What’s bad for farmers is bad for all of us. And as the climate changes, many farmers are struggling to adapt.

Laura Lengnick and Bob Quinn
Lengnick and farmer Bob Quinn in Big Sandy, Montana. Photo: Courtesy of Climate Listening Project.

Laura Lengnick is a soil scientist and consultant who specializes in climate risk management.

Lengnick: “The most challenging effect all over the country is what I like to call ‘too much and not enough’ water. We’re getting very heavy rainfalls punctuated by fairly long, and relatively severe, droughts.”

Crop quantity and quality can suffer as a result: too little rain and plants dry up, but too much can make the roots rot.

Farmers are doing their best to prepare.

Lengnick: “For example, a farmer who maybe has never needed irrigation or drainage on their farm is now considering investing in both of those new technologies.”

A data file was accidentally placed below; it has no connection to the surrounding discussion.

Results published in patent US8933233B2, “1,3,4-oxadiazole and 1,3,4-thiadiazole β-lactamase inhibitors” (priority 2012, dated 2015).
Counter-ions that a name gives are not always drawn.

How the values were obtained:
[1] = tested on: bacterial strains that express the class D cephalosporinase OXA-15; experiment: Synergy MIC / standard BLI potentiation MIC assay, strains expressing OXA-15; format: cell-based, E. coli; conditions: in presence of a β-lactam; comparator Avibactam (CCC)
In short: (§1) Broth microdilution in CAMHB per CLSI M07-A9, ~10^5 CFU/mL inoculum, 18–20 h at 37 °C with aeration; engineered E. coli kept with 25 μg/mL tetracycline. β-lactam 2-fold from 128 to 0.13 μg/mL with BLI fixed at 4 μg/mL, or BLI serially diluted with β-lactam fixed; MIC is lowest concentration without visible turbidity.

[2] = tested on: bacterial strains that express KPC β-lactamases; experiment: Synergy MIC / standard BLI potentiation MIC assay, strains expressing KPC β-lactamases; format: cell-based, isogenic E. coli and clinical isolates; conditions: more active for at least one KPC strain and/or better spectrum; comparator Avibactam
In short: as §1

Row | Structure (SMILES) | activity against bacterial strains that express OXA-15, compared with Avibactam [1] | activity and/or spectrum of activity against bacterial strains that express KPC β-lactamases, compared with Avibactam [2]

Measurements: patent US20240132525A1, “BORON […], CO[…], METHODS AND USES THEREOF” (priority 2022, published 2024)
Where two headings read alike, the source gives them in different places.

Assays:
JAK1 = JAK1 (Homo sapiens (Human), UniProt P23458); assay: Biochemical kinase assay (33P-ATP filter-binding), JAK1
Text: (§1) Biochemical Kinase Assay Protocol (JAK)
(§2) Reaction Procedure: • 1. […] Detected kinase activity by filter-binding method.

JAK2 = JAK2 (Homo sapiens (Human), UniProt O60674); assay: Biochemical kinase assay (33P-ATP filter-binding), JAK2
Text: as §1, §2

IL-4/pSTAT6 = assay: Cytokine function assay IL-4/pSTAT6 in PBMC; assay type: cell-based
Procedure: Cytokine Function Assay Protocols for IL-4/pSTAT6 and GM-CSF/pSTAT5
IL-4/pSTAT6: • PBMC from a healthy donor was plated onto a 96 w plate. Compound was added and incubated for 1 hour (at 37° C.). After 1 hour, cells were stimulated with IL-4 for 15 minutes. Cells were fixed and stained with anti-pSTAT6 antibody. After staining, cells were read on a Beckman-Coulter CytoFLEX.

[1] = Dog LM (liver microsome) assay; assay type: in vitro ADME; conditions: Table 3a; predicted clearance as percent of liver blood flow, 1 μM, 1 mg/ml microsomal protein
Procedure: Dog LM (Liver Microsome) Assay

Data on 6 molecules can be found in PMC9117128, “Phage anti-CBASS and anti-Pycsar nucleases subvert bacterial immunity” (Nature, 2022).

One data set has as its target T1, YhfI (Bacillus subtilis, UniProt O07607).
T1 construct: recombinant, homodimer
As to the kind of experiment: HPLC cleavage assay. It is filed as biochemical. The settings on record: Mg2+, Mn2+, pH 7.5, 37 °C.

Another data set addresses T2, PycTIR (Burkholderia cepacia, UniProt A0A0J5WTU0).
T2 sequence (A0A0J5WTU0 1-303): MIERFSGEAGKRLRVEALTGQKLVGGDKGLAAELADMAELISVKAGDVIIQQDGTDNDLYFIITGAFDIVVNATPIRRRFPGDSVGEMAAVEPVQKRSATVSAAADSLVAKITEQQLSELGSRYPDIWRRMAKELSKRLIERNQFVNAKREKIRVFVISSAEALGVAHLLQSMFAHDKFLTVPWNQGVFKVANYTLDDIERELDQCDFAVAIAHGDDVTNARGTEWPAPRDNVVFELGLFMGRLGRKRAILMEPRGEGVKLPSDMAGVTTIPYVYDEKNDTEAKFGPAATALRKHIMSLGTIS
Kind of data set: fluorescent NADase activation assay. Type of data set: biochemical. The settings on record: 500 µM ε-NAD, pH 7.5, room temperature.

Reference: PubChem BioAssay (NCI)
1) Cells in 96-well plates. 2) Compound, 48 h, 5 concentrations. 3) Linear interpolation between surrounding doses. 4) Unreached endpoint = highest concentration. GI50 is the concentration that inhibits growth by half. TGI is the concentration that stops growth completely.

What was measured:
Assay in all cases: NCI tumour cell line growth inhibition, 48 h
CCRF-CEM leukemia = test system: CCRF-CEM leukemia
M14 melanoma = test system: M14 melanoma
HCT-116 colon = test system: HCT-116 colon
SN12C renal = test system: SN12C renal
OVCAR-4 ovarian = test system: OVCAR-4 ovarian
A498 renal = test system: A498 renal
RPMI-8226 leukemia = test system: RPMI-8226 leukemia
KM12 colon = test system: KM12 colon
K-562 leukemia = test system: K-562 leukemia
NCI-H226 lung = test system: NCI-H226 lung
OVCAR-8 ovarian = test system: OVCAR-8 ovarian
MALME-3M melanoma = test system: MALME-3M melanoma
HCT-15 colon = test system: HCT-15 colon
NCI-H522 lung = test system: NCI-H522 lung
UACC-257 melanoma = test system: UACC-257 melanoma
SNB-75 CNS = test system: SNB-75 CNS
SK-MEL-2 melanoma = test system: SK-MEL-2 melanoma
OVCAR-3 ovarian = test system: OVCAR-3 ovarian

But adapting is not easy. And when crops fail, the effects trickle down to the rest of us. For example, the ongoing California drought means more produce may have to be imported. And a longer journey can mean wasted energy, higher costs, and lower quality.

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So while only two percent of Americans are farmers, we may all experience the impact of climate change on our dinner plates.

Reporting credit: Justyna Bicz/ChavoBart Digital Media.

Sara Peach is the editor-in-chief of Yale Climate Connections. She is an environmental journalist whose work has appeared in National Geographic, Scientific American, Environmental Health News, Grist,...